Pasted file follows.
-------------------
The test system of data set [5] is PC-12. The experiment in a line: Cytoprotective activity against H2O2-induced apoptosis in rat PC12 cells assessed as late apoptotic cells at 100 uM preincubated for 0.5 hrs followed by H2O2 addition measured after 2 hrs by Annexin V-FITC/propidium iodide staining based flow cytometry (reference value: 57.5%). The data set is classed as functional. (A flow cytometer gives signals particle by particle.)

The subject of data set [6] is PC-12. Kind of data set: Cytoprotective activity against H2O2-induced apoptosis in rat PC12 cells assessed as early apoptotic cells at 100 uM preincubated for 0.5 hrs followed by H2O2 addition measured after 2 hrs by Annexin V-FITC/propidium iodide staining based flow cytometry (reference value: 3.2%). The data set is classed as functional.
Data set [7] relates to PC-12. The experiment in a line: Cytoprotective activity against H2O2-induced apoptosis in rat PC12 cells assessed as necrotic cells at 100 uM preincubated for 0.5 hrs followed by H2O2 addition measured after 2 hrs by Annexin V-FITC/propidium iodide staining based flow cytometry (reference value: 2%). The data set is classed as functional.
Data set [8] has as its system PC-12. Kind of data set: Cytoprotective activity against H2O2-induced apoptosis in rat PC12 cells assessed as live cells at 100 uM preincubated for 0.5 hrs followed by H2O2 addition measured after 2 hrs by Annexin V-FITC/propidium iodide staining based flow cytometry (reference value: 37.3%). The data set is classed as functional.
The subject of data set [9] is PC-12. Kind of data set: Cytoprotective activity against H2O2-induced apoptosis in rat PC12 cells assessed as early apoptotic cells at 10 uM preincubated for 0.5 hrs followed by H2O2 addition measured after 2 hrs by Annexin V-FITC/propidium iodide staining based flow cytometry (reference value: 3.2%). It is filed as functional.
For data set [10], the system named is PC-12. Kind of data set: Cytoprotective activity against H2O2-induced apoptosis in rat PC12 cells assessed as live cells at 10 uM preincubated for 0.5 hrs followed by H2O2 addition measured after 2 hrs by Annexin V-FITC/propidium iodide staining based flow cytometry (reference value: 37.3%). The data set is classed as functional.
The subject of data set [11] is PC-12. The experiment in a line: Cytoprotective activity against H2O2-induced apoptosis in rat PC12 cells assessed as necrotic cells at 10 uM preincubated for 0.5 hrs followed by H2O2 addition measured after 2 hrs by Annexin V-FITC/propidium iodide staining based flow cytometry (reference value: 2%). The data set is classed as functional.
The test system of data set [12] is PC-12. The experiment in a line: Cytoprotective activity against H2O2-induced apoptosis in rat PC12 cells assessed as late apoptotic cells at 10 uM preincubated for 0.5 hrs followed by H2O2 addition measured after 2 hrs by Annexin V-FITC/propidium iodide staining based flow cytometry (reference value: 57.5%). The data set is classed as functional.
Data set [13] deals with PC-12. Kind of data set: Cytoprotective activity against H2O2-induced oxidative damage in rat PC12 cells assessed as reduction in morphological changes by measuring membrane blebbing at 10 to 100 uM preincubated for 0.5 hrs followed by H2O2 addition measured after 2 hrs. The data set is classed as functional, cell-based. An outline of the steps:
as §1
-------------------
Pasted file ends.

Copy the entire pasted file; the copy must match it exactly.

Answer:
The test system of data set [5] is PC-12. The experiment in a line: Cytoprotective activity against H2O2-induced apoptosis in rat PC12 cells assessed as late apoptotic cells at 100 uM preincubated for 0.5 hrs followed by H2O2 addition measured after 2 hrs by Annexin V-FITC/propidium iodide staining based flow cytometry (reference value: 57.5%). The data set is classed as functional. (A flow cytometer gives signals particle by particle.)

The subject of data set [6] is PC-12. Kind of data set: Cytoprotective activity against H2O2-induced apoptosis in rat PC12 cells assessed as early apoptotic cells at 100 uM preincubated for 0.5 hrs followed by H2O2 addition measured after 2 hrs by Annexin V-FITC/propidium iodide staining based flow cytometry (reference value: 3.2%). The data set is classed as functional.
Data set [7] relates to PC-12. The experiment in a line: Cytoprotective activity against H2O2-induced apoptosis in rat PC12 cells assessed as necrotic cells at 100 uM preincubated for 0.5 hrs followed by H2O2 addition measured after 2 hrs by Annexin V-FITC/propidium iodide staining based flow cytometry (reference value: 2%). The data set is classed as functional.
Data set [8] has as its system PC-12. Kind of data set: Cytoprotective activity against H2O2-induced apoptosis in rat PC12 cells assessed as live cells at 100 uM preincubated for 0.5 hrs followed by H2O2 addition measured after 2 hrs by Annexin V-FITC/propidium iodide staining based flow cytometry (reference value: 37.3%). The data set is classed as functional.
The subject of data set [9] is PC-12. Kind of data set: Cytoprotective activity against H2O2-induced apoptosis in rat PC12 cells assessed as early apoptotic cells at 10 uM preincubated for 0.5 hrs followed by H2O2 addition measured after 2 hrs by Annexin V-FITC/propidium iodide staining based flow cytometry (reference value: 3.2%). It is filed as functional.
For data set [10], the system named is PC-12. Kind of data set: Cytoprotective activity against H2O2-induced apoptosis in rat PC12 cells assessed as live cells at 10 uM preincubated for 0.5 hrs followed by H2O2 addition measured after 2 hrs by Annexin V-FITC/propidium iodide staining based flow cytometry (reference value: 37.3%). The data set is classed as functional.
The subject of data set [11] is PC-12. The experiment in a line: Cytoprotective activity against H2O2-induced apoptosis in rat PC12 cells assessed as necrotic cells at 10 uM preincubated for 0.5 hrs followed by H2O2 addition measured after 2 hrs by Annexin V-FITC/propidium iodide staining based flow cytometry (reference value: 2%). The data set is classed as functional.
The test system of data set [12] is PC-12. The experiment in a line: Cytoprotective activity against H2O2-induced apoptosis in rat PC12 cells assessed as late apoptotic cells at 10 uM preincubated for 0.5 hrs followed by H2O2 addition measured after 2 hrs by Annexin V-FITC/propidium iodide staining based flow cytometry (reference value: 57.5%). The data set is classed as functional.
Data set [13] deals with PC-12. Kind of data set: Cytoprotective activity against H2O2-induced oxidative damage in rat PC12 cells assessed as reduction in morphological changes by measuring membrane blebbing at 10 to 100 uM preincubated for 0.5 hrs followed by H2O2 addition measured after 2 hrs. The data set is classed as functional, cell-based. An outline of the steps:
as §1